In October, the United Nations released its much-anticipated Secretary-General's Study on Violence Against Women (SVAW), a global overview and update on the issue.

The SVAW is a lumbering 139-page behemoth of a document that is embarrassingly inaccurate, ideological and biased against men.

Before critiquing the study, however, it is useful to sketch its message.

The study's Executive Summary states, "[V]iolence against women is not the result of random, individual acts of misconduct, but rather is deeply rooted in structural relationships of inequality between women and historically unequal power relations between men and women and pervasive discrimination against women in both the public and private spheres."

Thus, the definition of violence against women is extremely broad and "includes acts that inflict physical, mental or sexual harm or suffering, threats of such acts, coercion and other deprivations of liberty."

It includes economic and psychological violence, such as "humiliating or embarrassing [a woman]."(p.38)

The solution offered? Use global government to eliminate "patriarchal power disparities" and to restructure cultural and economic norms.


First, identify obstacles.

One 'obstacle' is the drifting of nations toward "deregulation of economies and privatization of the public sector [which] have tended to reinforce women's economic and social inequality." (p.32) In short, the "free market" is seen as promoting violence against women.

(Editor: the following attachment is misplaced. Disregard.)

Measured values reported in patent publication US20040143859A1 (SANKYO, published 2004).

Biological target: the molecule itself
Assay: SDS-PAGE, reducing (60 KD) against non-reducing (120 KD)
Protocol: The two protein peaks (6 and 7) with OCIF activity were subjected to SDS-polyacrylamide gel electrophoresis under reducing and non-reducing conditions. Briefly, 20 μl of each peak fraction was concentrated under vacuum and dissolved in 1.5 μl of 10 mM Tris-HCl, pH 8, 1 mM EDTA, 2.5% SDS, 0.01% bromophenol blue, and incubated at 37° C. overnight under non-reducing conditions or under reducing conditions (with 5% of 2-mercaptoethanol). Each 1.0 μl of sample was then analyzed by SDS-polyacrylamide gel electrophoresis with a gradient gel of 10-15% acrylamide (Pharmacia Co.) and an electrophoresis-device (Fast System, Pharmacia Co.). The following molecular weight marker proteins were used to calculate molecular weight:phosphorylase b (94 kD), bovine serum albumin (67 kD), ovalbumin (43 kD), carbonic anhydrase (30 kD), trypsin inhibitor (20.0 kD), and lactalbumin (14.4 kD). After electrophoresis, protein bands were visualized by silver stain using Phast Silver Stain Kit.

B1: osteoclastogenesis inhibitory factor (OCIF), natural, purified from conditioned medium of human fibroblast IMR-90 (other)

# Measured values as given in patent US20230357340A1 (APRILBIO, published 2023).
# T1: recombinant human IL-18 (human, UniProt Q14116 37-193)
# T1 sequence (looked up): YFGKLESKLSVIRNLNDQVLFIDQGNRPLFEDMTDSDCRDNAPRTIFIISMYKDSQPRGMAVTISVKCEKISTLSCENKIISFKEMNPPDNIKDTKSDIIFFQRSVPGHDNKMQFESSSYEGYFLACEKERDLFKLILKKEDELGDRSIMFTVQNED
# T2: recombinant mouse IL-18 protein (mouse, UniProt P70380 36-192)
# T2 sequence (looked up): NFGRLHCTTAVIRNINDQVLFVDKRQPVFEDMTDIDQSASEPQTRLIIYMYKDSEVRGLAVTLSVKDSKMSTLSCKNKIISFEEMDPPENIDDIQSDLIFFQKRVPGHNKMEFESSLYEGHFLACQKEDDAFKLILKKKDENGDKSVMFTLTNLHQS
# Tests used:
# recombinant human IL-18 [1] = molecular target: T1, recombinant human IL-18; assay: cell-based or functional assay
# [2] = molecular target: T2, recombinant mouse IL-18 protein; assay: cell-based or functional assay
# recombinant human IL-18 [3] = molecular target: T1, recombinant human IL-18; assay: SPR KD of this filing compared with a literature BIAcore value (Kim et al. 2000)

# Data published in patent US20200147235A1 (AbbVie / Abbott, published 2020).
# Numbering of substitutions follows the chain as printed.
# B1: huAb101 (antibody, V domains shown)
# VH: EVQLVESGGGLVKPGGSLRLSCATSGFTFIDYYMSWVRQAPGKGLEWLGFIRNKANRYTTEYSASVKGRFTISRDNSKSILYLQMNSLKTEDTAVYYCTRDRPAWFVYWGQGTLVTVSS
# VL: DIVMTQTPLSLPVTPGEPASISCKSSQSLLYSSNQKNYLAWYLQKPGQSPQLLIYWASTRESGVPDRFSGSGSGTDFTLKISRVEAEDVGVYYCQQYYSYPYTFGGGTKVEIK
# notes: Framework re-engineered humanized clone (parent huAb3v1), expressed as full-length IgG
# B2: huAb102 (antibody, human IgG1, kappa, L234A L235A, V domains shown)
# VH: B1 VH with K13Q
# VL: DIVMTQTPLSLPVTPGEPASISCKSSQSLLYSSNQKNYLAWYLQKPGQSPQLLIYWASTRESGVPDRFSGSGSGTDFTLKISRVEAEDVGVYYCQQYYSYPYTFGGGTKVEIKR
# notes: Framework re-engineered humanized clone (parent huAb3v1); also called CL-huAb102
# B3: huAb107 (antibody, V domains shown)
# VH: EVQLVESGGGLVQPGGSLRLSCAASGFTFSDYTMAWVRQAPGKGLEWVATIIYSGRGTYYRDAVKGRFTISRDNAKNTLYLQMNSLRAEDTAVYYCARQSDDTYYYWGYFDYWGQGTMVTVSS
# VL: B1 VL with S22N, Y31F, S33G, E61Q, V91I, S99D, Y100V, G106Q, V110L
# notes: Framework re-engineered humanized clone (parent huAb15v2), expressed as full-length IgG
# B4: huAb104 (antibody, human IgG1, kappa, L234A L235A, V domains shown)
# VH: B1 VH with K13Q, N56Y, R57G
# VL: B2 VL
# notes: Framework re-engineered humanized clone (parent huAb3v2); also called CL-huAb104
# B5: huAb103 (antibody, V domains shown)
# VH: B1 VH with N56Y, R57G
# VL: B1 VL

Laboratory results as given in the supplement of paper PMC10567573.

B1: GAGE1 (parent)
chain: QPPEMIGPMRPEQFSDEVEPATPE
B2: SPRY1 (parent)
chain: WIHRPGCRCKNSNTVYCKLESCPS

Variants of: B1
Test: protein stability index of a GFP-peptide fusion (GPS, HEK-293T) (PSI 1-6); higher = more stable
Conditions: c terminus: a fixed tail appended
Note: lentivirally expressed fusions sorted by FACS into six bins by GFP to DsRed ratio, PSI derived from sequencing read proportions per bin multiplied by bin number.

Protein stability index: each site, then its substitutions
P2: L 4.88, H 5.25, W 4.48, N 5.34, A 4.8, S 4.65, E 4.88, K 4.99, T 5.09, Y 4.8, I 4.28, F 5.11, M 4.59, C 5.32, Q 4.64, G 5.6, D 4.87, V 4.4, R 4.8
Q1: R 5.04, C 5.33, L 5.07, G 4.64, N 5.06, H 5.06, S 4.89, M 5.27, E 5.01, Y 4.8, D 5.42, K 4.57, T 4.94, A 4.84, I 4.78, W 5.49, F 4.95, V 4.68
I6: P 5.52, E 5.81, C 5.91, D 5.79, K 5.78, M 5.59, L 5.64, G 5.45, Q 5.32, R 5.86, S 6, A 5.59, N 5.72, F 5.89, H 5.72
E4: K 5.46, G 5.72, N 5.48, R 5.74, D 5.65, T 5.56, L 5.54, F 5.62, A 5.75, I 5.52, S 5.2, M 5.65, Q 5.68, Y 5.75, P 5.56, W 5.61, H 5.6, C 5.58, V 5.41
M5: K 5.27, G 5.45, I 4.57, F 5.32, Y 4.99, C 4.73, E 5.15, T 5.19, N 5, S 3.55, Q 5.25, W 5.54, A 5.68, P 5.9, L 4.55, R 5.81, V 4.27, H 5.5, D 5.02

Another identified obstacle is "privacy rights," that is, "legal doctrines protecting the privacy of the home and family" (e.g. Fourth Amendment guarantees in the U.S. Constitution, and similar protections in other Democratic nations.) Such doctrines are accused of "justify[ing] the failure of the State and society to intervene when violence is committed against women in the family." (p.33)

Next, the report advises that "obstacles" should be overcome by instituting new policies at "federal, state, provincial and local levels, as well as...the judiciary, legislature and executive." (p.72)

A specific example of a recommended policy change: when prosecuting cases of violence against women "rules of evidence and procedure, should be conducted in a gender-sensitive manner to ensure that women are not 're-victimized'."

This means criminal trials should provide "in-camera proceedings where appropriate." (p. 76) Specifically, courtroom procedures should "protect the privacy of victims" by "allowing evidence to be given by video link or restricting [public] access to courtrooms."

While such a policy shift may have merit in societies where women can face brutal punishment for coming forward to accuse an attacker or abuser, applying these recommendations to an American courtroom and Western jurisprudence exposes the flaws of the SVAW—that a problem as culturally sensitive as the plight of women around the world can be addressed with one global solution.

For example, the SVAW offers a false view of the status of women around the world by ascribing all violence against women everywhere to "patriarchal power dynamics." It makes no distinction between the anti-woman policies of the Taliban and the pro-woman policies of the United States.